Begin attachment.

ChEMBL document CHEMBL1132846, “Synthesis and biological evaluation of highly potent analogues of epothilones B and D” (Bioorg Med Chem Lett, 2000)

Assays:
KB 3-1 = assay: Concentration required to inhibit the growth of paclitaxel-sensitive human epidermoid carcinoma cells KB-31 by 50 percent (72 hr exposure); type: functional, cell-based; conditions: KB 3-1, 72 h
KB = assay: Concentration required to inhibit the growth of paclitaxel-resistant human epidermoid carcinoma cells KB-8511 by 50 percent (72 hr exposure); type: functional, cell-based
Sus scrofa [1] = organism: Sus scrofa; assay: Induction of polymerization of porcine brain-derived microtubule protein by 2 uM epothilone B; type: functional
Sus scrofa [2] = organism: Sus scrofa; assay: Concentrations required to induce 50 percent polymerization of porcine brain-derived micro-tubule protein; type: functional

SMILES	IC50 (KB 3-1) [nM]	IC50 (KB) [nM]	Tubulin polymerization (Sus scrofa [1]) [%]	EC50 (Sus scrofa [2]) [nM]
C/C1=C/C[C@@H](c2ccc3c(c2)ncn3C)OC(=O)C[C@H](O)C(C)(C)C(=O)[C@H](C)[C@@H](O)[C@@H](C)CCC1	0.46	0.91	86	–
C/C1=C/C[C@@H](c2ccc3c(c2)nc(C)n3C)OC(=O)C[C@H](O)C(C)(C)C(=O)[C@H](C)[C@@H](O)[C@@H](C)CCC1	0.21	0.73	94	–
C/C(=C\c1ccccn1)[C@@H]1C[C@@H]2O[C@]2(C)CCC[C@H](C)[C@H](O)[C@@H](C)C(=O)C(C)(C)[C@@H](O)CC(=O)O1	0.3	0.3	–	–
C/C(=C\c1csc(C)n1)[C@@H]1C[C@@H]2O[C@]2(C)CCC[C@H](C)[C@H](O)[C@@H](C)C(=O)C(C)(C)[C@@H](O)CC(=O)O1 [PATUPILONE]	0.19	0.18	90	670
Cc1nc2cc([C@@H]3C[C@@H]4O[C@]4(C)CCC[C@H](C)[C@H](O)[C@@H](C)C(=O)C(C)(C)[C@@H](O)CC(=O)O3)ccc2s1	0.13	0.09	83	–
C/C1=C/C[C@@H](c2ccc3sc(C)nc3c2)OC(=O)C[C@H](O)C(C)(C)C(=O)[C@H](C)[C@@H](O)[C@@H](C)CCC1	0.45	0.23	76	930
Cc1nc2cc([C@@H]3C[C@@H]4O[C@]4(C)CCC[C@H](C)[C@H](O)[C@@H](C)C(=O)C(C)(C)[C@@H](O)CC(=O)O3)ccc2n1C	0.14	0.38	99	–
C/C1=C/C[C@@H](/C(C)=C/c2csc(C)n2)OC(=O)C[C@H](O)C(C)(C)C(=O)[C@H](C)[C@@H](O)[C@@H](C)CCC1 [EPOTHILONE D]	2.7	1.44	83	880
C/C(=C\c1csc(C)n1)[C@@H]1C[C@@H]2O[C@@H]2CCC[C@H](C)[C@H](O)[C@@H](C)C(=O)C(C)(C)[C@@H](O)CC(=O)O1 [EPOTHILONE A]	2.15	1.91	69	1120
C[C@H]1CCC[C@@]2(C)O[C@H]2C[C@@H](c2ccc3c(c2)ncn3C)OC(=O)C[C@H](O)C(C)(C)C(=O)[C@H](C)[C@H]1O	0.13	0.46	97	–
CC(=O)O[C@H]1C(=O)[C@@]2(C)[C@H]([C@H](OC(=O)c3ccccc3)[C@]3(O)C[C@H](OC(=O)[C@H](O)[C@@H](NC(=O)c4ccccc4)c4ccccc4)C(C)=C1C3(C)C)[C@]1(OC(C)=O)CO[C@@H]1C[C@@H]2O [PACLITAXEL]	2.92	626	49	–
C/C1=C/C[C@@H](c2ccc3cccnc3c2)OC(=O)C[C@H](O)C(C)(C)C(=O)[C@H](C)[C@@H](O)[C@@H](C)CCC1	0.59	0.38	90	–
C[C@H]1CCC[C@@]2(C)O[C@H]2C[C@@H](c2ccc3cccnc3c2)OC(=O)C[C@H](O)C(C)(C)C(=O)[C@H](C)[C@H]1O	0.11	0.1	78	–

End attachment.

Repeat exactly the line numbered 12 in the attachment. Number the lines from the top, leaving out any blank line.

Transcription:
Cc1nc2cc([C@@H]3C[C@@H]4O[C@]4(C)CCC[C@H](C)[C@H](O)[C@@H](C)C(=O)C(C)(C)[C@@H](O)CC(=O)O3)ccc2s1	0.13	0.09	83	–